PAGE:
DTA: gov.au isn't dead, it's resting. Or pivoting, as digi-hipsters say
Look over here! Federated identity! Secure cloud! User-centred design!
The former Digital Transformation Office's vaunted “gov.au” project collapsed because it duplicated work that other government departments were already doing for themselves, and didn't do what agencies wanted.
Speaking to a Senate committee yesterday, interim CEO of the since-renamed Digital Transformation Agency (DTA) Nerida O'Loughlin said gov.au isn't a failed project.
“We are continuing to work on how we can drive making government Websites significantly easier to use, simpler, cheaper, and less of them”, she said.
However, she revealed that the DTA presented both its alpha (in December 2015) and beta (in 2016) before it emerged that the work was a mis-directed duplicate of work already happening in other government departments.
“There was a lot of transformation work going on in departments … they felt there wasn't a need for a single Website,” she told the Senate's Finance and Public Administration Committee yesterday.
Departments had started out interested in the project, until the worked out they'd have to chip in for the budget of a single government Website: “there wasn't strong support around how that would be funded,” O'Loughlin said.
“So what we did was pull back from that and re-look what departments and agencies were after, what they were actually doing, and felt that we could develop something that still aimed to achieve an outcome but would be faster and cheaper to deliver than a whole-of-government single Website.”
It also seems that the DTA didn't present a business case for the development until it approached departments with the beta version of the project.
“There was a very strong interest … around that alpha,” she said. “The office then progressed it to a beta version, as well as developing a business case.”
That was when the DTA found “there wasn't a strong enthusiasm from departments for a single Website that did not cover transactions.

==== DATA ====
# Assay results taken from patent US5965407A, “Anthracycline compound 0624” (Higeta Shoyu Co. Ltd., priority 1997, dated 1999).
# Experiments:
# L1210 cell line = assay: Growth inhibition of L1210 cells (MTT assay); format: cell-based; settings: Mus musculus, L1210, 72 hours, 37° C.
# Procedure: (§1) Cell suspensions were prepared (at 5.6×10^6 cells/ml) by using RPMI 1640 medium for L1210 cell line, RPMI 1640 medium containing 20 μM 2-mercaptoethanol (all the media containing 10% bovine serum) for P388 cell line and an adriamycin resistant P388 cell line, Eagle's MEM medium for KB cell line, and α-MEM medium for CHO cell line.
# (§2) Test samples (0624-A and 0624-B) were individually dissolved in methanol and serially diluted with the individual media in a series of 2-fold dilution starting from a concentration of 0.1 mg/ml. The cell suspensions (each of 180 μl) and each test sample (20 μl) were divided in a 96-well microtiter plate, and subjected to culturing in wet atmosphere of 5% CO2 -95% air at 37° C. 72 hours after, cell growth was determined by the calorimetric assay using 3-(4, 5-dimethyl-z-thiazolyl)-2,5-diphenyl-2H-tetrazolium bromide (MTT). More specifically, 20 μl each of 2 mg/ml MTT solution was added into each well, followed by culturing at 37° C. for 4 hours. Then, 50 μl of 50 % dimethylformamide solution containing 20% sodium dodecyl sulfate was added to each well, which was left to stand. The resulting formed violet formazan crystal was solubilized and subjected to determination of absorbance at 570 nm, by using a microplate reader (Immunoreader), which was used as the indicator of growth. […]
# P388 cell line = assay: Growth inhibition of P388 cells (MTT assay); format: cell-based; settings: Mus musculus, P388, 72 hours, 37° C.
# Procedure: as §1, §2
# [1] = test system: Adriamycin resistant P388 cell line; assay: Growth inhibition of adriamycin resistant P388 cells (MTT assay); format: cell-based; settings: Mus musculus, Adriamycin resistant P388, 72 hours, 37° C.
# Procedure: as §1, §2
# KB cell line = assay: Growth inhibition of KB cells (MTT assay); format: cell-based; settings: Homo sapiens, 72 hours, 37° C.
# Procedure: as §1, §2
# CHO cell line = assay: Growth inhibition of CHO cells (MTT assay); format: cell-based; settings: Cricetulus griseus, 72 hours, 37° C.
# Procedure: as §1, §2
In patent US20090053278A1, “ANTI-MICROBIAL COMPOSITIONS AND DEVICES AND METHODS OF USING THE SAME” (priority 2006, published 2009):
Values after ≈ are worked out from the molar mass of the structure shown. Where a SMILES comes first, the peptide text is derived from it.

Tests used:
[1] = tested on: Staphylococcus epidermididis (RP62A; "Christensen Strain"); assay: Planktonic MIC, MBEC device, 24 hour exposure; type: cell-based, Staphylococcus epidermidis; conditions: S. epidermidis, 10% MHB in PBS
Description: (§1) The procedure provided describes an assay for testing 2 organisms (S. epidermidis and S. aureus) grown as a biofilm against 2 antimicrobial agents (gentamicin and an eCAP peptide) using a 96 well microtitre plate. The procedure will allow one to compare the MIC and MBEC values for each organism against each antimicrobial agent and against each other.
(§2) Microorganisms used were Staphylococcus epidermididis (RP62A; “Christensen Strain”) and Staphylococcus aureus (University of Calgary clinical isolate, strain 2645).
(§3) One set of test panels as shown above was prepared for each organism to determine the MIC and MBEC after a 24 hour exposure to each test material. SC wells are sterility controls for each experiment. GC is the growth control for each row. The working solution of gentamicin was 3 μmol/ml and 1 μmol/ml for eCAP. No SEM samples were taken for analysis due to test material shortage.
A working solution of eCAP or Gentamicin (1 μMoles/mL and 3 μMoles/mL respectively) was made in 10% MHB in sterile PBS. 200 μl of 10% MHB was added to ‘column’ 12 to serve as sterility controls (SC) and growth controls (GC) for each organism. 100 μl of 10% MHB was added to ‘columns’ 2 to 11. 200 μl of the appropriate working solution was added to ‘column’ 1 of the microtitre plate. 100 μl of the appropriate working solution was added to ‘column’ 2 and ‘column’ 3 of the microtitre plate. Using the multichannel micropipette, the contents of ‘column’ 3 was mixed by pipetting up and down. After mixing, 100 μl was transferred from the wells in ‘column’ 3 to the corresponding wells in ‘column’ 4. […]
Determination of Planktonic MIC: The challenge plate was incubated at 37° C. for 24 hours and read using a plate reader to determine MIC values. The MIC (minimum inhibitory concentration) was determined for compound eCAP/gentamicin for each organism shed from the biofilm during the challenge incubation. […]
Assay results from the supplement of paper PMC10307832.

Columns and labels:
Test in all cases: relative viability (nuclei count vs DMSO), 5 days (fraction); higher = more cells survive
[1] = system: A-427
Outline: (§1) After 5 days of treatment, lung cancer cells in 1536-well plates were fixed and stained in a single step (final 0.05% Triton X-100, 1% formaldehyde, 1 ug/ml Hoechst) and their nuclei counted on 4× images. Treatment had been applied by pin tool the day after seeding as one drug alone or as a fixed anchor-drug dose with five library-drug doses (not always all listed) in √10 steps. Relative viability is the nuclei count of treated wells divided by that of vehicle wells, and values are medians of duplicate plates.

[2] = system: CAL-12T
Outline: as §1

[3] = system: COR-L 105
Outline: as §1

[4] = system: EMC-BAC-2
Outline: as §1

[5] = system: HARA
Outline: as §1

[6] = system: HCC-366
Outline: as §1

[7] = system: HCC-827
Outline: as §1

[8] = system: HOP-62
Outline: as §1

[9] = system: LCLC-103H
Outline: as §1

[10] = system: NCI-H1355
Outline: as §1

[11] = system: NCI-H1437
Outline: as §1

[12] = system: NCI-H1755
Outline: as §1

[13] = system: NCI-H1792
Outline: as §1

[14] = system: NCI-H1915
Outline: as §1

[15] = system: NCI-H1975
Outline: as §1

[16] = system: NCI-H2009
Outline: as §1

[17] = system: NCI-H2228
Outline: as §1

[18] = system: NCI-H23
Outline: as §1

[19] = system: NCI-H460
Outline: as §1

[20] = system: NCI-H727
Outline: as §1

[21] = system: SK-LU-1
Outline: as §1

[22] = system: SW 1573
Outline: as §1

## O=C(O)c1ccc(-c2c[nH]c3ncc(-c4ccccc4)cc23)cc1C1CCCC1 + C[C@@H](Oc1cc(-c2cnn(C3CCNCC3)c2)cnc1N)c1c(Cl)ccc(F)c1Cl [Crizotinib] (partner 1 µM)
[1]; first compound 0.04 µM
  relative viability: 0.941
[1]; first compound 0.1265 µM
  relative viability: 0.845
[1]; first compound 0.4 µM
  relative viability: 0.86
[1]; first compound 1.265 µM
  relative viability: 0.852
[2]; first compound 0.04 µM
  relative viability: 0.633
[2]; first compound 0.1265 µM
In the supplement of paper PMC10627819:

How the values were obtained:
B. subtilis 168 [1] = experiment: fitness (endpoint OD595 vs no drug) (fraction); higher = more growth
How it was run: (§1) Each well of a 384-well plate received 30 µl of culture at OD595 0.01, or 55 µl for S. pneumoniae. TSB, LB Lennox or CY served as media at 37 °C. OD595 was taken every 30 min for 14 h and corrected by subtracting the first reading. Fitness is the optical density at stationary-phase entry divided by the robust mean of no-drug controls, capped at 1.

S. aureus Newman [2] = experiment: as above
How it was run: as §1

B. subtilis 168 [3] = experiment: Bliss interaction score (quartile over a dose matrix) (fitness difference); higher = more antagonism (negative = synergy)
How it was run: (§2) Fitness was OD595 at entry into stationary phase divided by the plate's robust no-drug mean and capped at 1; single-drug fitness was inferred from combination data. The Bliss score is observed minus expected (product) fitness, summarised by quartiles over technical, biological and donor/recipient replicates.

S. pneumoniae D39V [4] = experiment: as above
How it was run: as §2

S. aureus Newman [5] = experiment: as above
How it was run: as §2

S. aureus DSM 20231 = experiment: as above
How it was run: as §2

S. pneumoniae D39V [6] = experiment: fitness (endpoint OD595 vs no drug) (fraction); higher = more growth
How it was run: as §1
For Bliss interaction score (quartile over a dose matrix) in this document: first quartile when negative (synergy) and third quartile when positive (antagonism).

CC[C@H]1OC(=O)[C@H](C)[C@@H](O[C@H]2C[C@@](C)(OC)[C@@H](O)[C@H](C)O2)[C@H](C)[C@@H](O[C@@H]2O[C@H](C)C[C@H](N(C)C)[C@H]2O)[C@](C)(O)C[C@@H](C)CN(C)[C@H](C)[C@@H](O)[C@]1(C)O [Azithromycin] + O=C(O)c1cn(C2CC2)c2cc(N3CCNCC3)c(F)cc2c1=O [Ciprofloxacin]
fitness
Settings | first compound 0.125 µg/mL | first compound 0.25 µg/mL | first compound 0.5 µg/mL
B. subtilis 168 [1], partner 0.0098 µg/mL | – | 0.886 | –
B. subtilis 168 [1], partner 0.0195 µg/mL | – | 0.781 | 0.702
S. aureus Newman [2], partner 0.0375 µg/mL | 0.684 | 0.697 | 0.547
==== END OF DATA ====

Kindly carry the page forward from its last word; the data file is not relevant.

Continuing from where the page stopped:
“Agencies were very keen to focus their investments … on improving transactional Websites rather than just informational Websites”.
Federated identity back on the agenda (but not the repo)
Another envelope in the DTA's dead letter office, federated identity, is going to be opened up and given another read.
O'Loughlin told the committee if the DTA doesn't revive the project, departments will have to implement their own solutions – something which looks eerily similar to the rationale given for the gov.au project.
The project's been in limbo since the DTO deleted its GitHub repo last year.
That represented more than a year's work and generated an indifferent reception: the only “partner” to sign on at the time was the NSW state government's Roads and Maritime Services.
Given the $AU95 million-plus budget the DTA carries, it's hardly surprising it would like to have another high-profile project to carry the brand.
I know, let's have a secure cloud strategy
Following last year's high-profile Census problems, O'Loughlin said the DTA was contacted by the prime minister's advisor on cybersecurity (Alastair MacGibbon) to develop a secure cloud strategy for the government.
However, it's in keeping with another theme that emerged in yesterday's committee hearing: following the departure of founding CEO Paul Shetler last year, and the subsequent restructure of the organisation, its role is mostly advisory.
It's getting involved in all government contracts over $10 million to prepare a report on their current status, risk profiles, costs and timing – all things which duplicate the normal procurement processes.
There's better news out of the DTA's work on user-centred design, O'Loughlin said, having “delivered some exemplar services”.
That's let the agency develop a service standard setting out usability rules in a checklist “that all agencies can use for developing services”.
She told the senate the DTA is still undergoing the review that began after its restructure last year. ®